Sean · 6 July 2016 at 22:55

    Hey, thanks for sharing this. This is really not a perspective I would have been aware of (being a white male myself) had someone not pointed it out to me. It’s not okay that that’s the way that things work, but I imagine a large part of fixing it is first making people aware of the differing attitudes present in our culture.

    Joshua McMannus · 7 July 2016 at 00:18

    Oh please. Stop with the SJW blabber. As a person in the science field (Ph.D. in Analytical Chem), no one cares who wears what as long as it isn’t against safety protocols and you’re not naked. This post is in reference to laboratory environments, not hospitals.

ff524 · 6 July 2016 at 21:10

Consider contributing an (illustrated) answer to this question on Academia Stack Exchange: http://academia.stackexchange.com/questions/11618/what-do-people-usually-wear-to-conferences

BTW Academia Stack Exchange is a great resource for questions on “actual day to day workings of a research job” (full disclosure: I am a community moderator there)

    Matthew (@MCeeP) · 7 July 2016 at 07:39

    I should contribute over there more often. Although I will have to strongly resist the urge to reply to things with “I wrote a blog post on this! [link]”

Ben Hemmens · 11 July 2016 at 11:39

My boss sent me as his stand-in to a conference where he was an invited speaker. He insisted I must wear a suit and tie. Not only was I the only one speaker in my session wearing these, I was also the only one wearing socks.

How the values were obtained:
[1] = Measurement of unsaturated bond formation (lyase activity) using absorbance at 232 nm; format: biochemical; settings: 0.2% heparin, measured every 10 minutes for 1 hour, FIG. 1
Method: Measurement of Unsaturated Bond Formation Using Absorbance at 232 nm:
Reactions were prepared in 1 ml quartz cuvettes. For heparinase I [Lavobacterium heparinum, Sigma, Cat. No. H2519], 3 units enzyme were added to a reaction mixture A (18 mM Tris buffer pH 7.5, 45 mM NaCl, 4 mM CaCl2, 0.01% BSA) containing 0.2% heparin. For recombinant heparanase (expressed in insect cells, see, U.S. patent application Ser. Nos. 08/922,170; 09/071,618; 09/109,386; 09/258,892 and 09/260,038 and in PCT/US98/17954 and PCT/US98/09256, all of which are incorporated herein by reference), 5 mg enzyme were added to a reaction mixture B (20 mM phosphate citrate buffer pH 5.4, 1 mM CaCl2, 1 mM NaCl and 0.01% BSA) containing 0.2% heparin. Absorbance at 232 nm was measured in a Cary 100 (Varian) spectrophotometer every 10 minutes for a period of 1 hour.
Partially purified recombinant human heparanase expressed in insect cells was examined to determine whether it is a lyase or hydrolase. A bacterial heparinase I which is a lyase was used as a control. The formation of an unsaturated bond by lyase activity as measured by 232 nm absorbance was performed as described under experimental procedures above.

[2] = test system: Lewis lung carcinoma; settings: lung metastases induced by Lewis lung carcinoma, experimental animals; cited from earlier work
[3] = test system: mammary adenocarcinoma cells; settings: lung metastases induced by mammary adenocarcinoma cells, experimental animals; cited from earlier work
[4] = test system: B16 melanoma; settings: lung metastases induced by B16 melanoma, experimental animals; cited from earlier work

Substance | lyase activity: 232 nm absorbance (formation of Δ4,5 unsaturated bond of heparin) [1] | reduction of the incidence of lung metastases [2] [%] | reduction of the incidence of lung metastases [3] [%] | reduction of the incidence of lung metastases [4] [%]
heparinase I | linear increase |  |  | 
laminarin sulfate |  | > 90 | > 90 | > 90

Michelle Reeve · 23 July 2016 at 16:23

I fell into this trap at my first conference too. I was an undergrad when I attended it, so I was completely clueless. I asked someone (a fellow female academic, experienced in conferencing) for advice on what to wear, and I was told the smart end of smart-casual. So I turned up in +30°C heat in heavy dark jeans and shirts/blouses. It was awful, and I was way smarter than most people. And most annoyingly, the person I’d asked for advice sauntered around the conference in shorts and flip-flops…
Now I really don’t care. I’ll smarten up for my talk/poster, but other than that I go for comfort, always. Conferences are exhausting enough without wearing stuffy uncomfortable clothes!

Is there a dress code for scientists? | Don't Forget the Roundabouts · 1 August 2016 at 09:00

[…] A couple of weeks ago, Mathew Partridge*, who writes at Errant Science posted a blog about what to wear at an academic conference. […]